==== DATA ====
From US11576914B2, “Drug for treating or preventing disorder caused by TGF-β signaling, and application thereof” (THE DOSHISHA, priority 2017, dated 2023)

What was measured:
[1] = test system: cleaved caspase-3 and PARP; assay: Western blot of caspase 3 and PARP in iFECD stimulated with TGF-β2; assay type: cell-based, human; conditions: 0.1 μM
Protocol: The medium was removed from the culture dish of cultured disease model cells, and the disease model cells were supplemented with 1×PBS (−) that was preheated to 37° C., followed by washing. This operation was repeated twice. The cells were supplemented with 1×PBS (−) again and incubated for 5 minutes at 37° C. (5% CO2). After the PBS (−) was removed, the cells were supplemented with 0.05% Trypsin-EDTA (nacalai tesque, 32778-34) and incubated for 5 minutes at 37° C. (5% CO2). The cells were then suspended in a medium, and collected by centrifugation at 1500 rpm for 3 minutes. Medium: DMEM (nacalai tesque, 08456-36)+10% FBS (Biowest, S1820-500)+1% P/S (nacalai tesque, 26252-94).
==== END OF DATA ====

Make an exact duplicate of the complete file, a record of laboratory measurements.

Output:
From US11576914B2, “Drug for treating or preventing disorder caused by TGF-β signaling, and application thereof” (THE DOSHISHA, priority 2017, dated 2023)

What was measured:
[1] = test system: cleaved caspase-3 and PARP; assay: Western blot of caspase 3 and PARP in iFECD stimulated with TGF-β2; assay type: cell-based, human; conditions: 0.1 μM
Protocol: The medium was removed from the culture dish of cultured disease model cells, and the disease model cells were supplemented with 1×PBS (−) that was preheated to 37° C., followed by washing. This operation was repeated twice. The cells were supplemented with 1×PBS (−) again and incubated for 5 minutes at 37° C. (5% CO2). After the PBS (−) was removed, the cells were supplemented with 0.05% Trypsin-EDTA (nacalai tesque, 32778-34) and incubated for 5 minutes at 37° C. (5% CO2). The cells were then suspended in a medium, and collected by centrifugation at 1500 rpm for 3 minutes. Medium: DMEM (nacalai tesque, 08456-36)+10% FBS (Biowest, S1820-500)+1% P/S (nacalai tesque, 26252-94).